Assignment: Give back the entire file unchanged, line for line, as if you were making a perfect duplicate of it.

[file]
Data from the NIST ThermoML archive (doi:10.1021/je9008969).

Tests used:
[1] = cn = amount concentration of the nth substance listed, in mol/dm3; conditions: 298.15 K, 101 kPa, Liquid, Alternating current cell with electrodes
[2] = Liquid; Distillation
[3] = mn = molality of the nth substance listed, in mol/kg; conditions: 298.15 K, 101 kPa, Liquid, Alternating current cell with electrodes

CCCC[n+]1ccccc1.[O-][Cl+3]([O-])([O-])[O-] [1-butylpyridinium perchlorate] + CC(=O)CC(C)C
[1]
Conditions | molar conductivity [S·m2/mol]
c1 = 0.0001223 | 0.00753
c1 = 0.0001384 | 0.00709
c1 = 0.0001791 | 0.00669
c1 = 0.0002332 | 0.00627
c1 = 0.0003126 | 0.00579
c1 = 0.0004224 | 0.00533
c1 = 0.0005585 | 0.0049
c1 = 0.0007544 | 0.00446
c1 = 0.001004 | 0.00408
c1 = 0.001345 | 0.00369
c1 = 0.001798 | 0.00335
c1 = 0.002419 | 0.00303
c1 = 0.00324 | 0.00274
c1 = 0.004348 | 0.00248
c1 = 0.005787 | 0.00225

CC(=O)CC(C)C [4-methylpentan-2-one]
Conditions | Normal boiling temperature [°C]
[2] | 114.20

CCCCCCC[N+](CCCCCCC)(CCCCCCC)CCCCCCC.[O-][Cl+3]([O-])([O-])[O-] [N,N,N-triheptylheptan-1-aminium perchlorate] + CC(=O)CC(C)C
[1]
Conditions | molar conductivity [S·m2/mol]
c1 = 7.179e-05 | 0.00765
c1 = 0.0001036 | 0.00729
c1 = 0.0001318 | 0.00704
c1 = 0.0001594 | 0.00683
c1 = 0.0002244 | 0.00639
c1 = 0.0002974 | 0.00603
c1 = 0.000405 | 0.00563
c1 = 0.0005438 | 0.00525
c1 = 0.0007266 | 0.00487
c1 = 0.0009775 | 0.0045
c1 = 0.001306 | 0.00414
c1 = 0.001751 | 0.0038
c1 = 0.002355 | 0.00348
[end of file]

Data from the NIST ThermoML archive (doi:10.1021/je9008969).

Tests used:
[1] = cn = amount concentration of the nth substance listed, in mol/dm3; conditions: 298.15 K, 101 kPa, Liquid, Alternating current cell with electrodes
[2] = Liquid; Distillation
[3] = mn = molality of the nth substance listed, in mol/kg; conditions: 298.15 K, 101 kPa, Liquid, Alternating current cell with electrodes

CCCC[n+]1ccccc1.[O-][Cl+3]([O-])([O-])[O-] [1-butylpyridinium perchlorate] + CC(=O)CC(C)C
[1]
Conditions | molar conductivity [S·m2/mol]
c1 = 0.0001223 | 0.00753
c1 = 0.0001384 | 0.00709
c1 = 0.0001791 | 0.00669
c1 = 0.0002332 | 0.00627
c1 = 0.0003126 | 0.00579
c1 = 0.0004224 | 0.00533
c1 = 0.0005585 | 0.0049
c1 = 0.0007544 | 0.00446
c1 = 0.001004 | 0.00408
c1 = 0.001345 | 0.00369
c1 = 0.001798 | 0.00335
c1 = 0.002419 | 0.00303
c1 = 0.00324 | 0.00274
c1 = 0.004348 | 0.00248
c1 = 0.005787 | 0.00225

CC(=O)CC(C)C [4-methylpentan-2-one]
Conditions | Normal boiling temperature [°C]
[2] | 114.20

CCCCCCC[N+](CCCCCCC)(CCCCCCC)CCCCCCC.[O-][Cl+3]([O-])([O-])[O-] [N,N,N-triheptylheptan-1-aminium perchlorate] + CC(=O)CC(C)C
[1]
Conditions | molar conductivity [S·m2/mol]
c1 = 7.179e-05 | 0.00765
c1 = 0.0001036 | 0.00729
c1 = 0.0001318 | 0.00704
c1 = 0.0001594 | 0.00683
c1 = 0.0002244 | 0.00639
c1 = 0.0002974 | 0.00603
c1 = 0.000405 | 0.00563
c1 = 0.0005438 | 0.00525
c1 = 0.0007266 | 0.00487
c1 = 0.0009775 | 0.0045
c1 = 0.001306 | 0.00414
c1 = 0.001751 | 0.0038
c1 = 0.002355 | 0.00348